Smoking cessation normalizes coronary endothelial vasomotor response assessed with 15O-water and PET in healthy young smokers

Koichi Morita, Takahiro Tsukamoto, Masanao Naya, Kazuyuki Noriyasu, Masayuki Inubushi, Tohru Shiga, Chietsugu Katoh, Yuji Kuge, Hiroyuki Tsutsui, Nagara Tamaki

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35 Citations (Scopus)

Abstract

Cigarette smoking is one of the risk factors of cardiovascular diseases and is related to abnormal peripheral and coronary vascular vasomotion. Coronary vascular endothelial dysfunction is caused by chronic smoking in smokers without epicardial coronary artery stenosis. The coronary endothelial vasomotion abnormality is restored by interventions such as L-arginine or vitamin C infusion. However, to our knowledge, the effect of smoking cessation on coronary vasomotor response has not been elucidated. Therefore, the aim of this study was to assess the effect of smoking cessation on coronary vasomotor response by quantitative myocardial blood flow (MBF) measurement using 15O-water and PET. Methods: Fifteen young smokers (Brinkman index > 100; mean age ± SD, 26 ± 4 y) with no evidence of heart disease or cardiovascular risk factors, except for smoking, and age-matched nonsmokers (n = 12) were enrolled in this study. MBF was measured at rest, during the cold pressor test (CPT), before and at 1 and 6 mo after smoking cessation. In addition, MBF measurement during adenosine triphosphate (ATP) infusion was performed before and at 6 mo after smoking cessation. In nonsmokers, MBF was measured at rest, during ATP infusion, and during the CPT. Results: MBF at rest and during ATP infusion did not differ between smokers and nonsmokers (0.73 ± 0.12 vs. 0.80 ± 0.15 mL/g/min and 3.15 ± 1.43 vs. 3.69 ± 0.76 mL/g/min, respectively; P = not significant). In contrast, MBF during the CPT in smokers was lower than that in nonsmokers (0.90 ± 0.19 vs. 1.12 ± 0.28 mL/g/min; P < 0.05). There was no significant difference in MBF either at rest or during ATP infusion between before and after smoking cessation, but MBF during the CPT increased at 1 mo in comparison with before cessation of smoking (0.90 ± 0.19 vs. 1.02 ± 0.22 mL/g/min; P < 0.01). An improvement of MBF response to the CPT was preserved at 6 mo after smoking cessation. Conclusion: Coronary vasomotor abnormality assessed by MBF response to the CPT was improved at 1 mo after smoking cessation. These findings indicate that coronary endothelial dysfunction may be reversible within 1 mo after smoking cessation in healthy young smokers.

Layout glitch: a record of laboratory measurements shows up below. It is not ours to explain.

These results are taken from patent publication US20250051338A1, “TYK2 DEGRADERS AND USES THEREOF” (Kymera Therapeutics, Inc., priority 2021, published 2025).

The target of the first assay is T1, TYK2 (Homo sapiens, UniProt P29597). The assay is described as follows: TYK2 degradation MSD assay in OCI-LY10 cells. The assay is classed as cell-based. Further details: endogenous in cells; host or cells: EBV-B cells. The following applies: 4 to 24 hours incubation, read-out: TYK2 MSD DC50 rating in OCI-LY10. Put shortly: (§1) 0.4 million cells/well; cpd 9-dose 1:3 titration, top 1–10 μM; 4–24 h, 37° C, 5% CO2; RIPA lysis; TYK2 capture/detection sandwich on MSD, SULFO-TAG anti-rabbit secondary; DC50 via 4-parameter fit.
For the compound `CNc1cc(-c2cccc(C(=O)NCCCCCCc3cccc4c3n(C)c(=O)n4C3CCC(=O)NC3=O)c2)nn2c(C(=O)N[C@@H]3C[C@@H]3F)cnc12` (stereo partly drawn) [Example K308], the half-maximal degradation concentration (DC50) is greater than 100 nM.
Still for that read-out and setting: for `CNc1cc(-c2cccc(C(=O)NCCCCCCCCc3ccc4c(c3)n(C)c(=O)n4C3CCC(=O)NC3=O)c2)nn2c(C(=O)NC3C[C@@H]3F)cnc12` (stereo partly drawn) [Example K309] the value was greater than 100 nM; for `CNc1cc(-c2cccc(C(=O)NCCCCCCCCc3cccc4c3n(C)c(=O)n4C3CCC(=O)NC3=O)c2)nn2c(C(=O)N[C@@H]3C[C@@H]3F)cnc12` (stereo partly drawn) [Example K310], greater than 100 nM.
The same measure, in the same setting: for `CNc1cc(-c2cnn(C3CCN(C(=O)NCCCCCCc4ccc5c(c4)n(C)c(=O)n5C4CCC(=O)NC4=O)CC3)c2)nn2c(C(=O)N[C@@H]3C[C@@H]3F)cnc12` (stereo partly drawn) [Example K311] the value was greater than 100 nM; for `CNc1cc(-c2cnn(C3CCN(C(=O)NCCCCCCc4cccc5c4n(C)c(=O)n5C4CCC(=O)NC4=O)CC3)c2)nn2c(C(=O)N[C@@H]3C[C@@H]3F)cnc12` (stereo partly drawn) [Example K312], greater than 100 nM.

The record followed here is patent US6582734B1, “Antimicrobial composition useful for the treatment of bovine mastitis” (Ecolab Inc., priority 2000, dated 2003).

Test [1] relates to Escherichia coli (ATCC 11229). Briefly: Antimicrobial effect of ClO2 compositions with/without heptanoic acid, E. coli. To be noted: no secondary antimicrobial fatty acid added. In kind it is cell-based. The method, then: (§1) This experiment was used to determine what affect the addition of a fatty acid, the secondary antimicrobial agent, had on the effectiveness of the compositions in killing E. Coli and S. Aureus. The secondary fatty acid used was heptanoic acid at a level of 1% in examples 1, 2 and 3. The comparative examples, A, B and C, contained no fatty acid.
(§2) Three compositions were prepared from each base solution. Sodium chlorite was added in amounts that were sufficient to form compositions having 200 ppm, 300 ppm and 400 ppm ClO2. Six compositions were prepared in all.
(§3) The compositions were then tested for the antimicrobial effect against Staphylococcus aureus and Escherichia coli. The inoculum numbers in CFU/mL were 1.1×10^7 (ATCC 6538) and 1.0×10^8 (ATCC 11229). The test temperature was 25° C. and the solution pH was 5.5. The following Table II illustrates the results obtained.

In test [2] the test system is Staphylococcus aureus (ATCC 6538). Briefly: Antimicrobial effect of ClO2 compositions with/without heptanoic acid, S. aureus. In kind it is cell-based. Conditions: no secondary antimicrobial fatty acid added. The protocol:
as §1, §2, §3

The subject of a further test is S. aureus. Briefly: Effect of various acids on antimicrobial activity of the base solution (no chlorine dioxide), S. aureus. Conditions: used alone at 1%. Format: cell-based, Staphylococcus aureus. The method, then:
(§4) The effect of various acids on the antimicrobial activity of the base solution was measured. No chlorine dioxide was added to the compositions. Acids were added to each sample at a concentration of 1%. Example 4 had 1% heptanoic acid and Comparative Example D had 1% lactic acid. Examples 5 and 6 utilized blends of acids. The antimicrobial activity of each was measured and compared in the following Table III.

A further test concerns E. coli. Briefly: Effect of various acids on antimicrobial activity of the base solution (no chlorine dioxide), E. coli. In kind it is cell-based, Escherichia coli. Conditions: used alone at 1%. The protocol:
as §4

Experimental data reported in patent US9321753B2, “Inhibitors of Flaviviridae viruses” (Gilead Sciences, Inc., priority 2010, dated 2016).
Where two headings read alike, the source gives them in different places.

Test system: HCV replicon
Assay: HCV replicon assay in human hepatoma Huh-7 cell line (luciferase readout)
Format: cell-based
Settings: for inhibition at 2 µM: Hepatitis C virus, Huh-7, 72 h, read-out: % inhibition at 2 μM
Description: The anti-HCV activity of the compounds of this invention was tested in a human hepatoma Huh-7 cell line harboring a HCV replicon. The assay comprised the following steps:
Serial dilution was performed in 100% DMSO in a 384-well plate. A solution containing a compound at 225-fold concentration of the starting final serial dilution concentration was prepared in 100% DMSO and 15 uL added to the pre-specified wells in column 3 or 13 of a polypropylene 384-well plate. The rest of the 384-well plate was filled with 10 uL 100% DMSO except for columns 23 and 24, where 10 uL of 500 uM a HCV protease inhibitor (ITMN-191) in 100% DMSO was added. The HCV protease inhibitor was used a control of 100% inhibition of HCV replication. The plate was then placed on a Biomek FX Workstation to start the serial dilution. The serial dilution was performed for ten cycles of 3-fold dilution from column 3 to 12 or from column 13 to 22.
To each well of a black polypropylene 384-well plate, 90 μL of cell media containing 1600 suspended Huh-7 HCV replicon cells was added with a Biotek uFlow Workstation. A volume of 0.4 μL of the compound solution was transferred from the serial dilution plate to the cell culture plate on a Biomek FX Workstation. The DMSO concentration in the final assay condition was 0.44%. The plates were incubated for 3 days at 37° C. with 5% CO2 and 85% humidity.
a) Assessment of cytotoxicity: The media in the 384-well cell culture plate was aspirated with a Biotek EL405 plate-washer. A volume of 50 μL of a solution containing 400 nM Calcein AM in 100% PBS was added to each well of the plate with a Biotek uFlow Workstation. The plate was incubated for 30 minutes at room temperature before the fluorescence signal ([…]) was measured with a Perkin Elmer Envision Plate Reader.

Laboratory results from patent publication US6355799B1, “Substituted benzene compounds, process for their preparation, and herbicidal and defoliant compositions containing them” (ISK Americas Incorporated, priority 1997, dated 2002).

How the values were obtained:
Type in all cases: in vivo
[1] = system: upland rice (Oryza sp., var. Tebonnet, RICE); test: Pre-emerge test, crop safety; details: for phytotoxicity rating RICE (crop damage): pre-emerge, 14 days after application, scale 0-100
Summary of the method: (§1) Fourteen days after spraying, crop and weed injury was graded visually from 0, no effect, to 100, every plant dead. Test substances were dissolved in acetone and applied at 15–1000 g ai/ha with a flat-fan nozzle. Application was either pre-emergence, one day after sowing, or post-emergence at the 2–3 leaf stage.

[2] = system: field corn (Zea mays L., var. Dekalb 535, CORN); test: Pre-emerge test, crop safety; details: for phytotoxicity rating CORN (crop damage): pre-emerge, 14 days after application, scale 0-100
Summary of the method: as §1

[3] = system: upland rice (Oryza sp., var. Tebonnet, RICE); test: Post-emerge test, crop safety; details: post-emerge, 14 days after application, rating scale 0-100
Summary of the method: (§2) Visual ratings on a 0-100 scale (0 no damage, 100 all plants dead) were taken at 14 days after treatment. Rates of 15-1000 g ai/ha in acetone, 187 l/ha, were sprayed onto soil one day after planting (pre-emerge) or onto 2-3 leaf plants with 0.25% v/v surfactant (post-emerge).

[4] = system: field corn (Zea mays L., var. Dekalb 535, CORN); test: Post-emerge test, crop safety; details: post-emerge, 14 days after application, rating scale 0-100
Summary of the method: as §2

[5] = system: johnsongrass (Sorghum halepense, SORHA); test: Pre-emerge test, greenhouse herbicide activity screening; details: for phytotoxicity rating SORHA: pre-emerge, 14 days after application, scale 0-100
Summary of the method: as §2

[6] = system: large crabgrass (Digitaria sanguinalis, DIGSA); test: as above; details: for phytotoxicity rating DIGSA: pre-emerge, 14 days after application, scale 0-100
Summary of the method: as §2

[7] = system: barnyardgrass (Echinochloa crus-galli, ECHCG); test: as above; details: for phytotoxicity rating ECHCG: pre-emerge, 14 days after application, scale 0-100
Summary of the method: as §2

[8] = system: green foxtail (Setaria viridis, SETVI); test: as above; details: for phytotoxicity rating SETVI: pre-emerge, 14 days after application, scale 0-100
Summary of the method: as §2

Original languageEnglish
Pages (from-to)1914-1920
Number of pages7
JournalJournal of Nuclear Medicine
Volume47
Issue number12
Publication statusPublished - Dec 1 2006
Externally publishedYes

All Science Journal Classification (ASJC) codes

  • Radiology Nuclear Medicine and imaging

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